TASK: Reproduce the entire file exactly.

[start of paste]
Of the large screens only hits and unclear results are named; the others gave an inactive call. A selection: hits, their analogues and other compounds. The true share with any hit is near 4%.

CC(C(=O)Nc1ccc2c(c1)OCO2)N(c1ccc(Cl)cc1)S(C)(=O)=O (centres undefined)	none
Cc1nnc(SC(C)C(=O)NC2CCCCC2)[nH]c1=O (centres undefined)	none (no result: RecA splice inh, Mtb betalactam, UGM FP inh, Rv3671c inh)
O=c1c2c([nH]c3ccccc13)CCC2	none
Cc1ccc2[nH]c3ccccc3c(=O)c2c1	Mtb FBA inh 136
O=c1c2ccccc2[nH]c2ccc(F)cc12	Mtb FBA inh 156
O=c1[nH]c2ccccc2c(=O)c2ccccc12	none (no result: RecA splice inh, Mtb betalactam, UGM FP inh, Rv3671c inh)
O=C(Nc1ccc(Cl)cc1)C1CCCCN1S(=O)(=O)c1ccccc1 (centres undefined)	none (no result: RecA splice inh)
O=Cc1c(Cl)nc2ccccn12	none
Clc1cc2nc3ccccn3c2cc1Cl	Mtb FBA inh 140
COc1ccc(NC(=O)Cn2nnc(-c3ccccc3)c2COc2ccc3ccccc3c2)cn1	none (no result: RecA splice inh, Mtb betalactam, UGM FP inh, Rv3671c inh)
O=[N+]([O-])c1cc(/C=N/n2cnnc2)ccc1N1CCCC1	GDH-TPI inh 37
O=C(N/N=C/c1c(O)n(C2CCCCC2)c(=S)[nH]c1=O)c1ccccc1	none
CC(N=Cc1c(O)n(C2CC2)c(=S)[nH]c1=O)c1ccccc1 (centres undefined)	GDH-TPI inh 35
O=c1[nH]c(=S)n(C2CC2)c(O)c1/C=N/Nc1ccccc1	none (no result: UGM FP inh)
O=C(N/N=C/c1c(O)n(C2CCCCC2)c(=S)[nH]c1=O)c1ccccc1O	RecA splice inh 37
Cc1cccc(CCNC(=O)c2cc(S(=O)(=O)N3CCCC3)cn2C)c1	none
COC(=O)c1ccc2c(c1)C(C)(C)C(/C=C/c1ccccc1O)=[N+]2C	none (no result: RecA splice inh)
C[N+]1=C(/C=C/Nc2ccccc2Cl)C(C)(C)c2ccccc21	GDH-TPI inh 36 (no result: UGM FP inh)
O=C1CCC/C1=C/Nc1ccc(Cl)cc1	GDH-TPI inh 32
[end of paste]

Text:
Of the large screens only hits and unclear results are named; the others gave an inactive call. A selection: hits, their analogues and other compounds. The true share with any hit is near 4%.

CC(C(=O)Nc1ccc2c(c1)OCO2)N(c1ccc(Cl)cc1)S(C)(=O)=O (centres undefined)	none
Cc1nnc(SC(C)C(=O)NC2CCCCC2)[nH]c1=O (centres undefined)	none (no result: RecA splice inh, Mtb betalactam, UGM FP inh, Rv3671c inh)
O=c1c2c([nH]c3ccccc13)CCC2	none
Cc1ccc2[nH]c3ccccc3c(=O)c2c1	Mtb FBA inh 136
O=c1c2ccccc2[nH]c2ccc(F)cc12	Mtb FBA inh 156
O=c1[nH]c2ccccc2c(=O)c2ccccc12	none (no result: RecA splice inh, Mtb betalactam, UGM FP inh, Rv3671c inh)
O=C(Nc1ccc(Cl)cc1)C1CCCCN1S(=O)(=O)c1ccccc1 (centres undefined)	none (no result: RecA splice inh)
O=Cc1c(Cl)nc2ccccn12	none
Clc1cc2nc3ccccn3c2cc1Cl	Mtb FBA inh 140
COc1ccc(NC(=O)Cn2nnc(-c3ccccc3)c2COc2ccc3ccccc3c2)cn1	none (no result: RecA splice inh, Mtb betalactam, UGM FP inh, Rv3671c inh)
O=[N+]([O-])c1cc(/C=N/n2cnnc2)ccc1N1CCCC1	GDH-TPI inh 37
O=C(N/N=C/c1c(O)n(C2CCCCC2)c(=S)[nH]c1=O)c1ccccc1	none
CC(N=Cc1c(O)n(C2CC2)c(=S)[nH]c1=O)c1ccccc1 (centres undefined)	GDH-TPI inh 35
O=c1[nH]c(=S)n(C2CC2)c(O)c1/C=N/Nc1ccccc1	none (no result: UGM FP inh)
O=C(N/N=C/c1c(O)n(C2CCCCC2)c(=S)[nH]c1=O)c1ccccc1O	RecA splice inh 37
Cc1cccc(CCNC(=O)c2cc(S(=O)(=O)N3CCCC3)cn2C)c1	none
COC(=O)c1ccc2c(c1)C(C)(C)C(/C=C/c1ccccc1O)=[N+]2C	none (no result: RecA splice inh)
C[N+]1=C(/C=C/Nc2ccccc2Cl)C(C)(C)c2ccccc21	GDH-TPI inh 36 (no result: UGM FP inh)
O=C1CCC/C1=C/Nc1ccc(Cl)cc1	GDH-TPI inh 32